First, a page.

The blood test is more reliable than the breath test. However, it is less often used in Kansas due to the expense involved and the impracticality of taking every arrestee to the hospital. By law, evidential blood tests must be drawn by a doctor, nurse or qualified medical technician. Another problem with the blood test is that it can be hard for the prosecutor to get the results into evidence.
A blood test is most often used when a person is suspected of being under the influence of something other than alcohol or when there has been an accident. If the driver was injured in an accident, blood will almost always be taken upon arrival at the hospital. In the case where blood is drawn for medical purposes (i.e., to type the blood or determine whether there is anything in the blood that would react adversely to medication) as opposed to legal purposes, the police may obtain the results by a search warrant served on the hospital records. In Kansas, there is no doctor-patient privilege protecting such a test in a DUI case. There is, however, a federal law that prohibits hospitals from disclosing confidential information about patients treated in the hospital for drug or alcohol related issues. Thus, when blood is drawn without a request from law enforcement, it is extremely important to contact the hospital’s attorneys immediately with notice of the federal confidentiality law and to assert the patient’s right to confidentiality. When blood is drawn for legal purposes, at the request of the police, the driver must get the Implied Consent notice. A blood test may also be obtained in a DUI case pursuant to a search warrant issued by a judge. This can happen when a person has refused a test and there is probable cause to believe that the person was DUI. In Douglas County, Kansas, search warrants for blood tests are common when a driver is arrested for DUI and refuses a test.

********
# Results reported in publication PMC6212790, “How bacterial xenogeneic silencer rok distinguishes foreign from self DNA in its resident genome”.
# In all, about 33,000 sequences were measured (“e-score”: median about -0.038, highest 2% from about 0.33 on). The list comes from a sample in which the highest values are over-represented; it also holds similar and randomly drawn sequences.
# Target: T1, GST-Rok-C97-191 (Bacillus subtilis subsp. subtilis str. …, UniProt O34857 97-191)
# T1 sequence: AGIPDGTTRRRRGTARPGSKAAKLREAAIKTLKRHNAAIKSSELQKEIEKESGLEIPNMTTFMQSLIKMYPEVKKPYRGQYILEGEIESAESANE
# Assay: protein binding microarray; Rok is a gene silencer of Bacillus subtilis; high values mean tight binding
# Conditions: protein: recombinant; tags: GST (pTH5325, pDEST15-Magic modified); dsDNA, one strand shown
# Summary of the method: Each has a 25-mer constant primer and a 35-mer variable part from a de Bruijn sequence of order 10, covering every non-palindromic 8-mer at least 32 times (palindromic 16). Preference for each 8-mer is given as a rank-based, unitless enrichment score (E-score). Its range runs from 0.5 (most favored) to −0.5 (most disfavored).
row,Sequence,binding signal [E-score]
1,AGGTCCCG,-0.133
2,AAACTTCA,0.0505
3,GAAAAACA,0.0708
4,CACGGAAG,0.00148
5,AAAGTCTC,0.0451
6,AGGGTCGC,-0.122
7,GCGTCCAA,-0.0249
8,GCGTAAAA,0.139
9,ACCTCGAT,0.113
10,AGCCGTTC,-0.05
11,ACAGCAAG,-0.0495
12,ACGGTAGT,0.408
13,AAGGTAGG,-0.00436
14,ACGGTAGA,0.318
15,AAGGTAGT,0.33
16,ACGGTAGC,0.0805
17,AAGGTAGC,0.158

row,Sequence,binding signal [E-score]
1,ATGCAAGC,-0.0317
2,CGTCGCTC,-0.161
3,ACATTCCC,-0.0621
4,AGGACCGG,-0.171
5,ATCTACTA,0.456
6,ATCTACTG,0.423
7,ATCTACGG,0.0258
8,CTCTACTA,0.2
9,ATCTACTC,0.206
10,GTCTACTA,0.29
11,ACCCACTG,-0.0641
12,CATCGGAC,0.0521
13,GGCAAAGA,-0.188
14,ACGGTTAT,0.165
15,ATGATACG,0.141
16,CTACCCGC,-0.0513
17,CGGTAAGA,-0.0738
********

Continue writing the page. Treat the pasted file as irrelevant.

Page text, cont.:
Blood tests in Kansas are usually sent to the KBI in Topeka for testing. It generally takes two or three months for the results of the blood test to be returned. It is important to obtain all the records maintained by the KBI, including
- the calibration of the testing machines,
- the records concerning the other samples tested at the same time,
- the chromatograms underlying the results,
- the chain of custody for the sample, and
all the protocols for the calibration of testing machines and the storage, handling, and testing of samples. This can end up being about 100 pages of documents.
There are many other issues with regard to blood tests, like: was the person’s arm swabbed with alcohol prior to the test? Was anticoagulant mixed with the sample? Was a preservative used? Did the test measure whole blood or just the plasma? Blood tests always warrant serious and immediate action and investigation. Often this includes interviewing any and all doctors and nurses that had contact with the subject of the blood test.